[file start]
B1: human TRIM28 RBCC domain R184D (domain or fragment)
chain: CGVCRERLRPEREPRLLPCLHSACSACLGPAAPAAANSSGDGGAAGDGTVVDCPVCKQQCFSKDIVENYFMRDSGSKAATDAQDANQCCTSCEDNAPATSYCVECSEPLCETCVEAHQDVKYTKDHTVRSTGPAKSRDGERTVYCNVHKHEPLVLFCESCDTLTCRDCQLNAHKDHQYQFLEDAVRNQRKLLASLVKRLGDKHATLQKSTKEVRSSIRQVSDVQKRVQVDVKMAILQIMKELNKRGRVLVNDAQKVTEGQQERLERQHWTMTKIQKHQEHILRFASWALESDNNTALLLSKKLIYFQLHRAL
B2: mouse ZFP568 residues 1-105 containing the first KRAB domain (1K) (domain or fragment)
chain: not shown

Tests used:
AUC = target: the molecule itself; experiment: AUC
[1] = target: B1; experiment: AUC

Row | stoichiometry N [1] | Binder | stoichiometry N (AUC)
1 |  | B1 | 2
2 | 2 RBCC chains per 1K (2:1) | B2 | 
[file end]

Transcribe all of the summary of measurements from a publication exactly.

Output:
B1: human TRIM28 RBCC domain R184D (domain or fragment)
chain: CGVCRERLRPEREPRLLPCLHSACSACLGPAAPAAANSSGDGGAAGDGTVVDCPVCKQQCFSKDIVENYFMRDSGSKAATDAQDANQCCTSCEDNAPATSYCVECSEPLCETCVEAHQDVKYTKDHTVRSTGPAKSRDGERTVYCNVHKHEPLVLFCESCDTLTCRDCQLNAHKDHQYQFLEDAVRNQRKLLASLVKRLGDKHATLQKSTKEVRSSIRQVSDVQKRVQVDVKMAILQIMKELNKRGRVLVNDAQKVTEGQQERLERQHWTMTKIQKHQEHILRFASWALESDNNTALLLSKKLIYFQLHRAL
B2: mouse ZFP568 residues 1-105 containing the first KRAB domain (1K) (domain or fragment)
chain: not shown

Tests used:
AUC = target: the molecule itself; experiment: AUC
[1] = target: B1; experiment: AUC

Row | stoichiometry N [1] | Binder | stoichiometry N (AUC)
1 |  | B1 | 2
2 | 2 RBCC chains per 1K (2:1) | B2 | 